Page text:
Exercise-Induced Fatigue in the Muscular Dystrophies

A University of Iowa study suggests that the prolonged fatigue after mild exercise that occurs in people with many forms of muscular dystrophy is distinct from the inherent muscle weakness caused by the disease.

Explain this trial?

Excessive fatigue after exercise is a hallmark of the neuromuscular disorders.  In this trial, Dr. Kevin Campbell demonstrates the link between excessive fatigue after exercise and a decrease in nNOS (neuronal nitric oxide synthase) signaling in the sarcolemmal membrane. The sarcolemmal membrane surrounds the muscle cells.  Working together with Dr. Chamberlain, Moore and Kobayashi, Dr. Campbell found a decrease in nNOS staining in muscle from across the dystrophies, taken from patients with Duchenne, limb girdle (LGMD21- FKRP dystroglycanopathy), Ullrich CMD and merosin deficient CMD. 

 

What does decreased nNOS do? 

nNOS is an enzyme that stimulates the production of cGMP.  cGMP causes smooth muscle in the blood vessel walls to relax.  In a normal muscle, after exercise, nNOS would typically cause an increase in cGMP which in turn would cause the walls of the blood vessels to relax, increasing blood flow to muscles post exercise.   In the muscular dystrophies, including the CMDs, there is a decrease of nNOS which in turn leads to a decrease in cGMP.  A decrease in cGMP means less blood flow to the tired muscle after exercise.  This decreased blood flow helps explain the post exercise fatigue.

 

Is there a drug that targets nNOS or cGMP? 

Viagra causes blood vessel wall relaxation by blocking the effects of PDE (phosphodiesterase).  PDE is an enzyme that breaks down cGMP.  Viagra blocks PDE and thereby increases cGMP which in turn causes blood vessel wall relaxation and increased blood flow. 

 

Using the mdx mouse model (Duchenne), Dr. Campbell was able to show that Viagra decreased post exercise muscle edema. By decreasing muscle edema after exercise, this decreased the exacerbation of muscle damage that occurred during exercise with the dystrophic muscle.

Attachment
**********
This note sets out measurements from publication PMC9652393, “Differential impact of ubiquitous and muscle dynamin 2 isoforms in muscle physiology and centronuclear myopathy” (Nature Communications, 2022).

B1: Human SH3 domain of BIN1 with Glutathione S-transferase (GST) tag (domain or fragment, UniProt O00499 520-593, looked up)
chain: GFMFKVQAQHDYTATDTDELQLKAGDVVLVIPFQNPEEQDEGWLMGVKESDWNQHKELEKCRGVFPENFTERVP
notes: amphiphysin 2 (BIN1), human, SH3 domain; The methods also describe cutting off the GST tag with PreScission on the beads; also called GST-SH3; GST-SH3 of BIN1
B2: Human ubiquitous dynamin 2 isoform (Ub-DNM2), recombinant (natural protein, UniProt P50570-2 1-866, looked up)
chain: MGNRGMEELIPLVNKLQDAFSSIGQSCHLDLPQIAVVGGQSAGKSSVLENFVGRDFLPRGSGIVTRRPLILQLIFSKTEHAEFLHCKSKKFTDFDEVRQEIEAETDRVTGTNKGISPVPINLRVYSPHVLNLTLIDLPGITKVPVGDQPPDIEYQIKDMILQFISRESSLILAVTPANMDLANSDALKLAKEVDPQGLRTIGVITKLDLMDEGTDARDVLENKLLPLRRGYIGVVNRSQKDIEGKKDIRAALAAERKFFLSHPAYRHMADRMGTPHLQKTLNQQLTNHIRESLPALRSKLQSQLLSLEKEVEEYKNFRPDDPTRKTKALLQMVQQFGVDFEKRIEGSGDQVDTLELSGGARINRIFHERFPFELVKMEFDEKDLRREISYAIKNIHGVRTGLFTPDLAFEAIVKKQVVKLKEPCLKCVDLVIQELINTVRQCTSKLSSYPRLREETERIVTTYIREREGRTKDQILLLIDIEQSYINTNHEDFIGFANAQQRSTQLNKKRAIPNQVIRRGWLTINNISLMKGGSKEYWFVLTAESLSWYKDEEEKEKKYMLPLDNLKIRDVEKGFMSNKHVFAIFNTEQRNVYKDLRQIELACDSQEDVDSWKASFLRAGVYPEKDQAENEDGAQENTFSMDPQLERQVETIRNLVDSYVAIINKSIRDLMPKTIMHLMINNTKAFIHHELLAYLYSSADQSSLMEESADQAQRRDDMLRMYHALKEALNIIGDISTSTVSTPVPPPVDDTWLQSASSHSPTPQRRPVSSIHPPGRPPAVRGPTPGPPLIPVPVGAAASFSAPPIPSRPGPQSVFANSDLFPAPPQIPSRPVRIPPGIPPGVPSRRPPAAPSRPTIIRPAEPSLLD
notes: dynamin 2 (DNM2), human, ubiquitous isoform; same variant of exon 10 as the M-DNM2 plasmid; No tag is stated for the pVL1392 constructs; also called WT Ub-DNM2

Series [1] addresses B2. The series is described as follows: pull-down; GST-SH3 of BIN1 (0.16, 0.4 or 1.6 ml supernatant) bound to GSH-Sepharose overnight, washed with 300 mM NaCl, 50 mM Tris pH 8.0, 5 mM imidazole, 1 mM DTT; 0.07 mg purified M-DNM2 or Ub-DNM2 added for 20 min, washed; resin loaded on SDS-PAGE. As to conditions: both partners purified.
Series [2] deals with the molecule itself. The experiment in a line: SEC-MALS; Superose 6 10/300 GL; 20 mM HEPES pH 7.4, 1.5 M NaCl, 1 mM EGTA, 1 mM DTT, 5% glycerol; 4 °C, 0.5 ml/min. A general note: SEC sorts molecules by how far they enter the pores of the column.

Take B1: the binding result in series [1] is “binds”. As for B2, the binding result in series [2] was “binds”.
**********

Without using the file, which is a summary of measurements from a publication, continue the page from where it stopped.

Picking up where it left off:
What is the relevance to CMD?

Dr. Campbell demonstrated decreased staining of nNOS in muscle biopsy specimens from people with CMD.  This shows that nNOS is diminished in the CMDs, and that drugs, such as Viagra, might play a role in decreasing post exercise fatigue.

 

What remains to be tested in “how beneficial is exercise and to what extent” in the CMDs?  If exercise is beneficial, what is the role for decreasing post exercise fatigue?

 

Are there any other studies looking at exercise and muscle?  There is another study published by Dr. Ronald Evans, that looked at using a drug, called AICAR that affects the AMPK-PPAR delta pathway.  AMPK and PPAR delta are kinases that work during exercise to trigger gene expression that leads to modification of muscle fiber type and better cardiovascular and endocrine function, such as seen in endurance athletes. Dr. Evans was able to show that by using an AMPK agonist, called AICAR, he could induce an endurance muscle without the mouse having to exercise. The relevance of this study to CMD is unclear. The study demonstrates that it is possible with therapy to modify muscle to increase muscle endurance without needing to exercise the muscle. Given the fatigue post-exercise in CMD, this might be another target to increase muscle endurance without asking people with CMD to increase their exercise.  Gone is the motto: “No pain, no gain”. Evans, Ronald et al. AMPK and PPAR delta Agonists are Exercise Mimetics. Cell 2008, August (134):1-11.

 

To read more about Dr. Campbell’s nNOS trial…

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  • Congenital Muscular Dystrophy

    A group of diseases causing muscle weakness at birth. Several defined genetic mutations cause muscles to break down faster than they can repair or grow. A child with CMD may have various neurological or physical impairments. Some children never gain the ability to walk, while others lose the ability as they grow older. Learn more...

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